How can my organisation run effective and inclusive hybrid meetings?
Microsoft has produced an excellent guide for running hybrid meetings, which a number of local authorities have referenced. The key message is to design meetings that are as good an experience for remote participants as for those who are in the physical meeting room. Microsoft proposes a number of steps for remote meetings, including:
- Prioritise when to have hybrid meetings
Sometimes the advantages of hybrid meetings outweigh the disadvantages for remote participants – but not always. If meeting participants are spread across multiple sites, consider ‘all online’ meetings (where everyone attends remotely). This approach is practised by some teams in the Greater London Authority (GLA).
- Consider the number and role of remote participants
Fewer participants means fewer people left out but, equally, those left out are disproportionately excluded. If the person left out is a new recruit, going for an ‘all online’ meeting may be better for the power balance.
- Prepare properly for the meeting
Ensure you are in the room ready to set up by the time the meeting starts or schedule the meeting to start five minutes after the hour or half-hour to give you time to set up. Ensure you have checked that any technology works properly.
- Model good behaviour
If you are a leader, model good meeting behaviour. This is particularly important when it comes to inclusive behaviours (e.g. describing what you are sharing on a screen if someone with low vision is in the meeting).
- Use a code of conduct
Microsoft uses the CHARMS mnemonic:
- Chat – how should we be using chat?
- Hand raising – should we raise our hands or just jump in?
- Agenda – what is the defined agenda for the meeting?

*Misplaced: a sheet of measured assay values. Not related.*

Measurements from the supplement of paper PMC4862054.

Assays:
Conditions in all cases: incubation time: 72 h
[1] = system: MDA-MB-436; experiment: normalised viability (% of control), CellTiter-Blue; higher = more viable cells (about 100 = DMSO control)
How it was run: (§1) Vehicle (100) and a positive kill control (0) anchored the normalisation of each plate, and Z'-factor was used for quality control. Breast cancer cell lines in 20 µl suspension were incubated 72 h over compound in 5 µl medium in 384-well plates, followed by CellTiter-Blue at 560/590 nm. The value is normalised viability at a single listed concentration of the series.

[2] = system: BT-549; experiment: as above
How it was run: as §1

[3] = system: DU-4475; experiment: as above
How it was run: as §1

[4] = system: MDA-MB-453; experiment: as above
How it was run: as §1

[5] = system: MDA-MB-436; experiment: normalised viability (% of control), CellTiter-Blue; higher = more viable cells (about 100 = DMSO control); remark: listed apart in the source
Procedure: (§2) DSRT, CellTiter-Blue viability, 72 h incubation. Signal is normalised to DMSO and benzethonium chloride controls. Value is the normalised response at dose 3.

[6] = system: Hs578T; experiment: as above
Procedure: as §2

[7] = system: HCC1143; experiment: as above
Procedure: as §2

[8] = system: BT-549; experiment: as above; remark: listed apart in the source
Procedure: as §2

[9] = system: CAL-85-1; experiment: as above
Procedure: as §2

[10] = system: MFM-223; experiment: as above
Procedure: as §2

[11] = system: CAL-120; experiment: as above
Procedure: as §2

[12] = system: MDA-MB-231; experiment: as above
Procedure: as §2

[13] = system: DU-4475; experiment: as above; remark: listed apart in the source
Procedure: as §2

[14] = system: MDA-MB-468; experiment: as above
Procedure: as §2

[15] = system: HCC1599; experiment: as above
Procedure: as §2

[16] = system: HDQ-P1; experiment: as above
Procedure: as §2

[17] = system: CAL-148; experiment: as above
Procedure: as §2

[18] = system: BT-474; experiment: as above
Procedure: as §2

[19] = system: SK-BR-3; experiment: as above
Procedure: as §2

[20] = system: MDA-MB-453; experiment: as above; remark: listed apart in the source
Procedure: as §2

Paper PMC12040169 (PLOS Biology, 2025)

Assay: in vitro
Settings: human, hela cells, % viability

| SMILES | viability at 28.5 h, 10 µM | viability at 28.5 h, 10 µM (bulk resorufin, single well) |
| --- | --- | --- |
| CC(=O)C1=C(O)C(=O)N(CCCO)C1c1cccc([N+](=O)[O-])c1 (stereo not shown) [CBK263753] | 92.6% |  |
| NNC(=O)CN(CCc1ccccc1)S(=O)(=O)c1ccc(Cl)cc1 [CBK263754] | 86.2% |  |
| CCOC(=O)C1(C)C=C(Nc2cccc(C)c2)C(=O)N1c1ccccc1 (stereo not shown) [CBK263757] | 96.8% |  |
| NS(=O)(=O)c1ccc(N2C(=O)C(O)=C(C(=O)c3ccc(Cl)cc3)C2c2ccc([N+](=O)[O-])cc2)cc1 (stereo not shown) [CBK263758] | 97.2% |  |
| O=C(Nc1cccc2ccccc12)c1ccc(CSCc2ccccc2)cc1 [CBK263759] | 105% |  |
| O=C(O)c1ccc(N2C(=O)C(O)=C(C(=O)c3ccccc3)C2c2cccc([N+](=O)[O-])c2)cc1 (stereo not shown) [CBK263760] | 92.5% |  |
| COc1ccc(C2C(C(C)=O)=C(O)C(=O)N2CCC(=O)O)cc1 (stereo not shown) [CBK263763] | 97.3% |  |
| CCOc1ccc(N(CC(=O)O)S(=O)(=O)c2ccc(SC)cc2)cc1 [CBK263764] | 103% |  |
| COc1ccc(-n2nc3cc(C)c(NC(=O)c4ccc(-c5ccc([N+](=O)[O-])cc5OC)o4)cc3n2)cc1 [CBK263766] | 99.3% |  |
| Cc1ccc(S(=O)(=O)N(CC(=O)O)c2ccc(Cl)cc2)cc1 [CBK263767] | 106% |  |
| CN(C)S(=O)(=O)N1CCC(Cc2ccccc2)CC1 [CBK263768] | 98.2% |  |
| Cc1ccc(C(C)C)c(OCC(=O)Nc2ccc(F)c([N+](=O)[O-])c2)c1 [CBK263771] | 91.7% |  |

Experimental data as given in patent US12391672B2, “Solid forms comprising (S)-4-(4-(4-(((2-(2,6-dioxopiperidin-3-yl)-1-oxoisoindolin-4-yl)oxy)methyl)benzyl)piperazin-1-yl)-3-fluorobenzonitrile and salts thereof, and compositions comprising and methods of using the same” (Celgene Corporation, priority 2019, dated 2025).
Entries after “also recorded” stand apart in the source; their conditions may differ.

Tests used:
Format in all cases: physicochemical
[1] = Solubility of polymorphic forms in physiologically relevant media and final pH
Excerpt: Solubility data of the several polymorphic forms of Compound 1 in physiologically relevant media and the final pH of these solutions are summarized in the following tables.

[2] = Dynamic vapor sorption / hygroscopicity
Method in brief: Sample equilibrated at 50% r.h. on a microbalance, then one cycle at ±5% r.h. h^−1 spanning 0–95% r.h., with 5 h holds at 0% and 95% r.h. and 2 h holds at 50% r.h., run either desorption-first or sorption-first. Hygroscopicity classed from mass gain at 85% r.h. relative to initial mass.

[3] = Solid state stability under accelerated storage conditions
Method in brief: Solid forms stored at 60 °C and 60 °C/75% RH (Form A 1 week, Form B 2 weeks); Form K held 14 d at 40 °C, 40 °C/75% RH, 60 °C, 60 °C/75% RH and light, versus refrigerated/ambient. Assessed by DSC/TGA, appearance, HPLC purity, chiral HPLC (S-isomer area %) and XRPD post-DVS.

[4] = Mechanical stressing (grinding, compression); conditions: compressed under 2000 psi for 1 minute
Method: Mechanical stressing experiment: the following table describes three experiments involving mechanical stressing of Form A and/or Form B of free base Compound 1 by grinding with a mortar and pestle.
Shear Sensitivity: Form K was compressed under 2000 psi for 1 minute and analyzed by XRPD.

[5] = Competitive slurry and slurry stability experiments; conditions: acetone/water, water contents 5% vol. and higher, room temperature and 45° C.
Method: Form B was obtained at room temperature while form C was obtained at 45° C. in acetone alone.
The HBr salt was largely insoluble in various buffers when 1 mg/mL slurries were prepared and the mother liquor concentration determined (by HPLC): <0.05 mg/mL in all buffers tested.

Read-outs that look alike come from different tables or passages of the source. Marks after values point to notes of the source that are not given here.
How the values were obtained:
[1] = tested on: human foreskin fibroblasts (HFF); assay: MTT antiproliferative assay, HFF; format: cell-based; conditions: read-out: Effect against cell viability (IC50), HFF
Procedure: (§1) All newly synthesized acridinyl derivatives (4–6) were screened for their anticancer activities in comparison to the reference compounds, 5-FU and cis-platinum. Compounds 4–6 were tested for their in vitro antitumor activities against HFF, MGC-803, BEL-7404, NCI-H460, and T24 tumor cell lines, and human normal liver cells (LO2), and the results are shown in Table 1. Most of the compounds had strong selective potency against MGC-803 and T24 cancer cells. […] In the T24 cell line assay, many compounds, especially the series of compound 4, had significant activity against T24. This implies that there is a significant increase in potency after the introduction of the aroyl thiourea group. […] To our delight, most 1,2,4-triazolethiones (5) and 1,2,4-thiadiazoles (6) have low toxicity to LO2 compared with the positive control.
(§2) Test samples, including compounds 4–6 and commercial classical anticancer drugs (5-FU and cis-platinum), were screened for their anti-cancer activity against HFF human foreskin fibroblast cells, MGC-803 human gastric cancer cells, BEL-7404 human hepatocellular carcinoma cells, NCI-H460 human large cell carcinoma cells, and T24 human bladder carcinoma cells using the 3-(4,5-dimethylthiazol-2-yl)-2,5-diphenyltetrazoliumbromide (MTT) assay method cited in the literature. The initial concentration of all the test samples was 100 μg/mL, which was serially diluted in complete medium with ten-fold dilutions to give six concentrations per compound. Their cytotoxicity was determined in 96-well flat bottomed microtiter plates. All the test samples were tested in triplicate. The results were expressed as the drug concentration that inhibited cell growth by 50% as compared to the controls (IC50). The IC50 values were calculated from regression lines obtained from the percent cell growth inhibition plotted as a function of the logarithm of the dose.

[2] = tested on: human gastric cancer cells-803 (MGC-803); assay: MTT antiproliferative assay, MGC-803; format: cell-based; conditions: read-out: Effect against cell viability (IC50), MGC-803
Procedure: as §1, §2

- Recording – have we agreed to record the meeting?
- Moderator – will someone act as a moderator?
- Support – how are we supporting one another (technically and personally)?
- Orient remote participants to the room
Give remote participants a virtual tour of the meeting room at the start of the meeting. That way, they know how they will be seen and heard by those in the room.
- Manage how people take turns
Using the ‘hand raise’ tool is useful but also consider inviting remote participants to speak first and ask them to be explicit when they have reached the end of a thought or comment. Wait longer for responses than you would in person.
- Close the meeting
Announce when the meeting has ended and make sure that everyone knows where meeting notes and a recording will be saved.
In addition to this guidance from Microsoft, you might find the following tips useful:
- Share what materials you can in advance of the meeting so that participants can review them in their own time. Not everyone finds it easy to manage documents during hybrid meetings (e.g. dual monitors/screens, the ability to read and digest new information rapidly) so giving people the chance to see materials in advance is very useful.
- Have a moderator or facilitator who guides the meeting and who has an explicit responsibility to manage the dynamics of the split room. This includes ensuring that those in the meeting room do not end up dominating the meeting, purposefully calling on remote participants to speak, keeping track of who is speaking more/less and preventing bad behaviours (e.g. private conversations).
- Consider the security and privacy implications of employees who have data about vulnerable citizens. As recommended by Enfield Council, they should check what is in the background on their video and, if necessary, use background filters to obscure private data that may be harmful if leaked.
- Ensure hybrid meetings are inclusive. As discussed in LOTI’s guide to creating a more inclusive workplace, virtual meetings have the potential to exacerbate or redress inequalities, depending on the steps taken by organisations to run them well. Ideally, virtual meetings might empower those who might find it harder to contribute in face-to-face meetings. You can find more advice in LOTI’s guide for running inclusive virtual meetings.